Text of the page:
The Mother Of Us All

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She deserves to be as widely listened to as Bessie Smith and Billie Holiday. But you don’t become a jazz icon by growing old and palling around with Nixon.

The more I have learned about Ethel Waters, the more astounded I am that she is not celebrated both as the great and innovative singer she was and as the very first black artist who broke through racial barriers in music, theater, nightclubs, radio, film, and television, opening doors for everyone who came after her. Donald Bogle, author of Brown Sugar and Blacks in American Film and Television , posits in his introduction to the paperback of her autobiography that she may simply not have been the kind of black who would be celebrated by other blacks. He points out that for all her accomplishments, history itself seemed to turn on her in the 1960s, when the civil rights movement evolved into the black-power movement. By then her “mammy” roles were all she was remembered for, and when she turned up grinning ear to ear in pictures of Tricia Nixon’s wedding, she seemed “a misunderstood cultural relic.” He points out that she actually “crosses swords with and punctures holes in old-style mammy characterizations,” bringing warmth, strength, humanity, and anger “to flip her roles inside out and come up with complex African-American women.” (She also never recorded a single song in which a woman was a victim.)

The jazz writer Stanley Crouch acknowledges that she should have a place in the jazz pantheon; he believes she lost out when “she allowed herself to become matronly in an era when singers had to be glamorous. Only Ella survived that, and she had a major [record] label behind her.” The documentarist Gene Davis thinks that when Waters diversified, establishing herself as a serious actress, her contributions as a singer were automatically diminished. Bobby Short finds her to be simply another show-business casualty. “It’s all so fly-by-night in pop,” he says with a sigh.

Naturally I have a few theories of my own. Because of her trailblazing style, Waters deserves to be as widely listened to and loved as the jazz icons Bessie Smith and Billie Holiday. Stylistically and chronologically she is the only singer who links them. But she didn’t die young and tragically, as they did. (You don’t become a jazz legend by growing old, playing grandmothers, and palling around with Billy Graham and Richard Nixon.) She made records that never fail to surprise and delight, but though she is unstinting in giving her talent, she rarely bares her soul the way Bessie and Billie unfailingly do. Davis agrees: “She was a great observationist as a singer, a mirror of a broader life.” It was her gift to inform, to create memorable characters, to entertain us on the highest possible level, but not to move us deeply.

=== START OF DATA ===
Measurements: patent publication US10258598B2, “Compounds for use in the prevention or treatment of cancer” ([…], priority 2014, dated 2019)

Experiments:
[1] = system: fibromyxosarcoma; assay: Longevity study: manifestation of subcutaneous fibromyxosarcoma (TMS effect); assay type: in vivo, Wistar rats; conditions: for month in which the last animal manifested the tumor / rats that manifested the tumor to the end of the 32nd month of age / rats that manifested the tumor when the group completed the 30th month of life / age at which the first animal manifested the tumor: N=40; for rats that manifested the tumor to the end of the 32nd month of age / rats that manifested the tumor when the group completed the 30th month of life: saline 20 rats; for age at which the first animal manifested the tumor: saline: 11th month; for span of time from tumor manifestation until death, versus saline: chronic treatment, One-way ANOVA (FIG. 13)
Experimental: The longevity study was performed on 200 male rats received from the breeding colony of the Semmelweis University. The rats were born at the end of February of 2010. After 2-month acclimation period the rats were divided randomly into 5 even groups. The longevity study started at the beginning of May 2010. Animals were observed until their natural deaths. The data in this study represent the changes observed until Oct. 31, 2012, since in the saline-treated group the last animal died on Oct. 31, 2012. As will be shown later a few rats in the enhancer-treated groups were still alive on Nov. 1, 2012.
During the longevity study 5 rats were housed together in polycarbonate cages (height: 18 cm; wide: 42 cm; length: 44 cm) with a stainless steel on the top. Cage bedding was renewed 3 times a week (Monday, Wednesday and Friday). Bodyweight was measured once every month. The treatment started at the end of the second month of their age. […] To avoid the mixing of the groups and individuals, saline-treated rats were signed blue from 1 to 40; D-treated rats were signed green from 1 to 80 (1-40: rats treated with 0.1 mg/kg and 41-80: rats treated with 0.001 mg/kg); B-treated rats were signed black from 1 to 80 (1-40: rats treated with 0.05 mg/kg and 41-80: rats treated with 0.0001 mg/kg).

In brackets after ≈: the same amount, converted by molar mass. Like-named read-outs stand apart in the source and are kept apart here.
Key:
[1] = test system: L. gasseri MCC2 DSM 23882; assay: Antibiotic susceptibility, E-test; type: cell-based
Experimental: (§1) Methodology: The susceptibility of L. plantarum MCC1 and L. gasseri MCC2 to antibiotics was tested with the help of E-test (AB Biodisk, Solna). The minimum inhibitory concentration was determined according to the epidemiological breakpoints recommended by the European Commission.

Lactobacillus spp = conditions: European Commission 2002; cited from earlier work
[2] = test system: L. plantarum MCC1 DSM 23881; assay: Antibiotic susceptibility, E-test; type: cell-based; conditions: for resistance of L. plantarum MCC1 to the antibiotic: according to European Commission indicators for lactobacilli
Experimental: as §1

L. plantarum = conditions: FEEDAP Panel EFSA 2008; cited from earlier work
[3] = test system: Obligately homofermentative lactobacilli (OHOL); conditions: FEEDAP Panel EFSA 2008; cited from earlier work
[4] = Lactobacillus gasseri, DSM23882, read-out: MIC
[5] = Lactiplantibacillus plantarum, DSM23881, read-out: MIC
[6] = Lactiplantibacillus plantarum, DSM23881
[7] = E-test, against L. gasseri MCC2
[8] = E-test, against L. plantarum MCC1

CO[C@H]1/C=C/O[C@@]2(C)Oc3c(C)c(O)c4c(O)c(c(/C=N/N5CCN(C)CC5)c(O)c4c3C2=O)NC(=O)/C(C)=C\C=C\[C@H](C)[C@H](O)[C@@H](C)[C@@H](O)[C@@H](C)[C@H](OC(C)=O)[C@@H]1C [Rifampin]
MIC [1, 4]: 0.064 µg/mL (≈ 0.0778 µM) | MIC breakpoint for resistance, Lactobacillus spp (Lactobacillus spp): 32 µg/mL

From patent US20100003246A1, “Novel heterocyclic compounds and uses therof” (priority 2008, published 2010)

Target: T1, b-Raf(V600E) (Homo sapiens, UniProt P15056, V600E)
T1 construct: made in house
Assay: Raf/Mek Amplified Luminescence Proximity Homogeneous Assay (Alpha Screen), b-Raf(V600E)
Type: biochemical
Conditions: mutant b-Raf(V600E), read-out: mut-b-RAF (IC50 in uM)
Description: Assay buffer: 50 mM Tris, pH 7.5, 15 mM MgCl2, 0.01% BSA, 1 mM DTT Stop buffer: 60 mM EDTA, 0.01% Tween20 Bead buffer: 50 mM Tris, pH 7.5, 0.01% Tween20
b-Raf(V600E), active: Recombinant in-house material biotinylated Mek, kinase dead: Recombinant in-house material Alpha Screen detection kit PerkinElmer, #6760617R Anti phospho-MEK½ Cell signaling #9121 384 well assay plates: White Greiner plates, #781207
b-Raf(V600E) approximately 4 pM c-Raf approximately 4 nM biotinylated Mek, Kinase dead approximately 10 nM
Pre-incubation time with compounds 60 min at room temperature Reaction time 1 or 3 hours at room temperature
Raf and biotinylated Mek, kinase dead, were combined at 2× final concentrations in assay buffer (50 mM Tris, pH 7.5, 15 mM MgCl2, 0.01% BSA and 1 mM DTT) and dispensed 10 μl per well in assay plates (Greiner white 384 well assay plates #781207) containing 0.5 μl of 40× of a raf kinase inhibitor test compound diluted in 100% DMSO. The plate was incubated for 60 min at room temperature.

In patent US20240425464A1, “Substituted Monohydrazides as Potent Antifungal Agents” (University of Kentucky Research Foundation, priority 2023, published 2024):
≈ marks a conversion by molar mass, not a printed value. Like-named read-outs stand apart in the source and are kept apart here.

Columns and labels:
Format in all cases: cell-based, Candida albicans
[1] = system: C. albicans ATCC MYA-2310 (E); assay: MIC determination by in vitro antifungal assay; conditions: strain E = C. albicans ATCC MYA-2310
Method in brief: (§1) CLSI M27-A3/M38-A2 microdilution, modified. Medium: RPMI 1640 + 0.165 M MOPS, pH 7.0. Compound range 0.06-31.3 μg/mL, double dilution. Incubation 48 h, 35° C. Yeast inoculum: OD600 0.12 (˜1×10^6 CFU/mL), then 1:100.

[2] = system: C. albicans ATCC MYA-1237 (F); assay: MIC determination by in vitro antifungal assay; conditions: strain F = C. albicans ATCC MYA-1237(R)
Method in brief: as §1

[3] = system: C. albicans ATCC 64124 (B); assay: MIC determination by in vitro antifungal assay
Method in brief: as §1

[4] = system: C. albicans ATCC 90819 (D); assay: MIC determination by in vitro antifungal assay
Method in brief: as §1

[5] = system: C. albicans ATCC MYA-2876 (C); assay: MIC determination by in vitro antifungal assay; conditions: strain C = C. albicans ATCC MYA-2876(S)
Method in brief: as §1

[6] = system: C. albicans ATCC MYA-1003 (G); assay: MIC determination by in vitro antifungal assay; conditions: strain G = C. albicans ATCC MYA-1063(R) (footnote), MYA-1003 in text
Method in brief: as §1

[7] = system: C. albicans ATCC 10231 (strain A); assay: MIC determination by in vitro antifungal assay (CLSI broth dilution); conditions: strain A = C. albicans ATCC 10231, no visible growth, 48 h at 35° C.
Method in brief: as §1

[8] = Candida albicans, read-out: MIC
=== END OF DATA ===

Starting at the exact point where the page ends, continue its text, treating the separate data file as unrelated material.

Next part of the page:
And then there was the matter of her temper. “I’m the kind of woman, if I was mad at you I’d just as leave kill you as look at you,” she told Earl Wilson in 1940. To Helen Ormsbee of the New York Herald Tribune she said: “I came up hard and willful. I was a dead-end kid, playing in the gutter. An eye for an eye and a tooth for a tooth—that was what I lived by for years, and if anybody did me wrong I was a powerful adversary!” She must have made many enemies, and in her entire book she doesn’t mention a single enduring friendship. Her assessments of other stars were harsh: She said Billie Holiday sang “as if her shoes were too tight,” and she described Al Jolson’s delivery as “all uppercuts.” Of Josephine Baker, she said: “She was just an end girl who could mug. But she went great, with my stuff.” When Waters stayed in London and people asked if she knew Baker, she retorted: “Know her? She was me!” The blues singer Alberta Hunter remembered getting on her wrong side too: “I guess I outsang her, because she put everything but the kitchen sink on me.” She is said to have had Billie Holiday, then a struggling newcomer, removed from a bill she was on, and people on the Cabin in the Sky set claimed that Lena Home’s sudden and debilitating ankle injury was the result of a hex the jealous Waters put on her. Could it be that members of the New York music world were only too glad to turn their backs on her when she lost interest in singing, publicly devalued it as an art form, and left their ranks to pursue an acting career?

I was unable to find her very first records in the private collections of friends and had given up hope of hearing them when someone suggested I try the Rutgers University In- stitute of Jazz Studies. I was doubtful, since the jazz world seemed oblivious of Waters. But the director of the institute, the veteran international jazz authority Dan Morgenstern, turned out to be a closet Waters fan, and he had rare records spanning her entire career. I made the trip to Newark.